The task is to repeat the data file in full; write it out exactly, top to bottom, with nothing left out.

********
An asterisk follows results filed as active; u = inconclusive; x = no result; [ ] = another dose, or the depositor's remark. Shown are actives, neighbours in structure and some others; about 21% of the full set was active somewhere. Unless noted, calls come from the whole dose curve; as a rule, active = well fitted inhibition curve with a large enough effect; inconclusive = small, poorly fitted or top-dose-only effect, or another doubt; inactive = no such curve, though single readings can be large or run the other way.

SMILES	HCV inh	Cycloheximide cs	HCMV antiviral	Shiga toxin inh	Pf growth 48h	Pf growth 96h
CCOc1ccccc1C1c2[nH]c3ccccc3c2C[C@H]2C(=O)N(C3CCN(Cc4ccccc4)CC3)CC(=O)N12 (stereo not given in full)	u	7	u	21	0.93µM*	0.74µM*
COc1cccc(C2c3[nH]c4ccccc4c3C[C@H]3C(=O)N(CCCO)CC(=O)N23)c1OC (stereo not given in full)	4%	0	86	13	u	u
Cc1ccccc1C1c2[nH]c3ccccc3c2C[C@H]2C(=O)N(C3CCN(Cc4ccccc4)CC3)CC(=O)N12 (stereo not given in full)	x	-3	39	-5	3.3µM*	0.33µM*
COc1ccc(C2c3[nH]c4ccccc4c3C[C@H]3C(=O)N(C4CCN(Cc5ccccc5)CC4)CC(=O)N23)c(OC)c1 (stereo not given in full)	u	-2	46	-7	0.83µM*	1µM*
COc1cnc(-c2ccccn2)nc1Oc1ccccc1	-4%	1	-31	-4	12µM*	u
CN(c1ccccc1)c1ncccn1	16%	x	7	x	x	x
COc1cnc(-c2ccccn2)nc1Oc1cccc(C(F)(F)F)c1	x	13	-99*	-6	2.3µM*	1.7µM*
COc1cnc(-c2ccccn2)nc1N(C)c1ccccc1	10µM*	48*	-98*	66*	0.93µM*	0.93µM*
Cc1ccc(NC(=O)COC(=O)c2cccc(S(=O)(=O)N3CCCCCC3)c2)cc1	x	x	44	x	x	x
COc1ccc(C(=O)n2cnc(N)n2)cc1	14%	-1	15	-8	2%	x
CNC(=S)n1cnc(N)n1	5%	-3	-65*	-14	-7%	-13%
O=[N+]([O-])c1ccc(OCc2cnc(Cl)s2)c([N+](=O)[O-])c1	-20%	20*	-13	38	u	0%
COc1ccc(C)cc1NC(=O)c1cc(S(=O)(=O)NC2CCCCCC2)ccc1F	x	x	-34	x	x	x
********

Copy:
An asterisk follows results filed as active; u = inconclusive; x = no result; [ ] = another dose, or the depositor's remark. Shown are actives, neighbours in structure and some others; about 21% of the full set was active somewhere. Unless noted, calls come from the whole dose curve; as a rule, active = well fitted inhibition curve with a large enough effect; inconclusive = small, poorly fitted or top-dose-only effect, or another doubt; inactive = no such curve, though single readings can be large or run the other way.

SMILES	HCV inh	Cycloheximide cs	HCMV antiviral	Shiga toxin inh	Pf growth 48h	Pf growth 96h
CCOc1ccccc1C1c2[nH]c3ccccc3c2C[C@H]2C(=O)N(C3CCN(Cc4ccccc4)CC3)CC(=O)N12 (stereo not given in full)	u	7	u	21	0.93µM*	0.74µM*
COc1cccc(C2c3[nH]c4ccccc4c3C[C@H]3C(=O)N(CCCO)CC(=O)N23)c1OC (stereo not given in full)	4%	0	86	13	u	u
Cc1ccccc1C1c2[nH]c3ccccc3c2C[C@H]2C(=O)N(C3CCN(Cc4ccccc4)CC3)CC(=O)N12 (stereo not given in full)	x	-3	39	-5	3.3µM*	0.33µM*
COc1ccc(C2c3[nH]c4ccccc4c3C[C@H]3C(=O)N(C4CCN(Cc5ccccc5)CC4)CC(=O)N23)c(OC)c1 (stereo not given in full)	u	-2	46	-7	0.83µM*	1µM*
COc1cnc(-c2ccccn2)nc1Oc1ccccc1	-4%	1	-31	-4	12µM*	u
CN(c1ccccc1)c1ncccn1	16%	x	7	x	x	x
COc1cnc(-c2ccccn2)nc1Oc1cccc(C(F)(F)F)c1	x	13	-99*	-6	2.3µM*	1.7µM*
COc1cnc(-c2ccccn2)nc1N(C)c1ccccc1	10µM*	48*	-98*	66*	0.93µM*	0.93µM*
Cc1ccc(NC(=O)COC(=O)c2cccc(S(=O)(=O)N3CCCCCC3)c2)cc1	x	x	44	x	x	x
COc1ccc(C(=O)n2cnc(N)n2)cc1	14%	-1	15	-8	2%	x
CNC(=S)n1cnc(N)n1	5%	-3	-65*	-14	-7%	-13%
O=[N+]([O-])c1ccc(OCc2cnc(Cl)s2)c([N+](=O)[O-])c1	-20%	20*	-13	38	u	0%
COc1ccc(C)cc1NC(=O)c1cc(S(=O)(=O)NC2CCCCCC2)ccc1F	x	x	-34	x	x	x